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The Superti-Furga laboratory at CeMM is part of a new crowdsourcing initiative, a wiki site called that recommends appropriate chemical probes for biological targets, provides guidance on their use, and documents their limitations. Chemical probes are chemical tool compounds that enable scientists to study proteins in living cells without genetic modifications and which may be interesting drug targets to treat diseases like cancer. Many chemical probes produce spurious results that can lead researchers to wrong conclusions about the proteins and drug molecules they are studying. The use of optimal and well-documented probes and the exchange of best practices will help to improve the quality of research, will save time and money, and might have a huge impact on the understanding of fundamental biology and the identification of new therapeutic opportunities.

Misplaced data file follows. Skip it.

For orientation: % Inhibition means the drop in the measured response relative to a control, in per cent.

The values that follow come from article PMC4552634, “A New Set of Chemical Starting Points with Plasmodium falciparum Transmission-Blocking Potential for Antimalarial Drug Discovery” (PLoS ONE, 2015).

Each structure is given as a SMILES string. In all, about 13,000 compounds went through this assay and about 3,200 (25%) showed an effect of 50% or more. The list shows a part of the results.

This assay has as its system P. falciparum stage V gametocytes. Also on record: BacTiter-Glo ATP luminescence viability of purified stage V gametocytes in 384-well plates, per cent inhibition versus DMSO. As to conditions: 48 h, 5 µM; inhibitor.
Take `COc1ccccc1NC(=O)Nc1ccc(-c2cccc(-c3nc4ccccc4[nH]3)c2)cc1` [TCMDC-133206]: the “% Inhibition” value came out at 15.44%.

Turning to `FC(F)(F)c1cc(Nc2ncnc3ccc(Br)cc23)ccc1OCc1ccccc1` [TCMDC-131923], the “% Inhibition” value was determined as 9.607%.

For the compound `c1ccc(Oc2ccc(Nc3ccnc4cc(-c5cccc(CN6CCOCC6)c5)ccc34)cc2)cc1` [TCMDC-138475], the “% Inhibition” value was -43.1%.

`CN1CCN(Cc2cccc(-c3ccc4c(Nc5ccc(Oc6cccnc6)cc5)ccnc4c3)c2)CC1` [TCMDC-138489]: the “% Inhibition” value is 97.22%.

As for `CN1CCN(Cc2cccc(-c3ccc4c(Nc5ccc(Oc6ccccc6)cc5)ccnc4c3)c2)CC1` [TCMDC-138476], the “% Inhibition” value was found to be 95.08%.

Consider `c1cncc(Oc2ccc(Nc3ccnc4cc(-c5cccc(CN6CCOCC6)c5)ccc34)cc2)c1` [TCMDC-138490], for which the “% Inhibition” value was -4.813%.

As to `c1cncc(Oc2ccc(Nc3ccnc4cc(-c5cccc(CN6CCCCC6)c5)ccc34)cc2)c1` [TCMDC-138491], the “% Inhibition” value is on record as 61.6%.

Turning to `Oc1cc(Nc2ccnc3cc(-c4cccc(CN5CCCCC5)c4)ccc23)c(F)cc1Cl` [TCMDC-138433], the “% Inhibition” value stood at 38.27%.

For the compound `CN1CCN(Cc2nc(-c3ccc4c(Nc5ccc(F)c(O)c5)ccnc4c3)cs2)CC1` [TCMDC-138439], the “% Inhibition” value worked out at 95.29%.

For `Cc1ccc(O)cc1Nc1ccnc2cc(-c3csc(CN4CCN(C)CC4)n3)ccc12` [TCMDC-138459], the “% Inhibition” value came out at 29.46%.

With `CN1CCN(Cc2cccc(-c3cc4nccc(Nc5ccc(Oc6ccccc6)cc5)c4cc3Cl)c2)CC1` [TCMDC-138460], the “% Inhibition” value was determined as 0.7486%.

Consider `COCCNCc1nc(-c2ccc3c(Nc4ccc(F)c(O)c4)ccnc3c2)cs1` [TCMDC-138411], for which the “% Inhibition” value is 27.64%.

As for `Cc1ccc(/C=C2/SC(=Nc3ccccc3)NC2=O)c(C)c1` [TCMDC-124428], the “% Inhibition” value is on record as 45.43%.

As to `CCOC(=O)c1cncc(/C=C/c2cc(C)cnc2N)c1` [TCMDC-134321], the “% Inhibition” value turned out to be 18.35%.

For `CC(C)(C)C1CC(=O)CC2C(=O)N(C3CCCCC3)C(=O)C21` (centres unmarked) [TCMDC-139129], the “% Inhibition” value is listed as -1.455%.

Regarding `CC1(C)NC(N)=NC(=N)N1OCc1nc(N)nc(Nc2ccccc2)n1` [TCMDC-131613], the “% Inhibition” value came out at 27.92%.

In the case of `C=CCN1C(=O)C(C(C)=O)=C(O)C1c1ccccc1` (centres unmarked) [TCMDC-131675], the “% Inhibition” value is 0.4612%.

For more information please read the following publication, or visit the chemical probes website.
Arrowsmith CH, Audia JE, Austin C, Baell J, Bennett J, Blagg J, Bountra C, Brennan PE, Brown PJ, Bunnage ME, Buser-Doepner C, Campbell RM, Carter AJ, Cohen P, Copeland RA, Cravatt B, Dahlin JL, Dhanak D, Edwards AM, Frye SV, Gray N, Grimshaw CE, Hepworth D, Howe T, Huber KV, Jin J, Knapp S, Kotz JD, Kruger RG, Lowe D, Mader MM, Marsden B, Mueller-Fahrnow A, Müller S, O'Hagan RC, Overington JP, Owen DR, Rosenberg SH, Roth B, Ross R, Schapira M, Schreiber SL, Shoichet B, Sundström M, Superti-Furga G, Taunton J, Toledo-Sherman L, Walpole C, Walters MA, Willson TM, Workman P, Young RN, Zuercher WJ. The promise and peril of chemical probes. Nat Chem Biol. 2015 Jul 21;11(8):536-41. doi: 10.1038/nchembio.1867.

Science Magazine, Biochemists launch crowdsourcing site to combat bad data
Nature News, Scientists unite to warn against flawed chemical reagents

Funding: is supported by the Wellcome Trust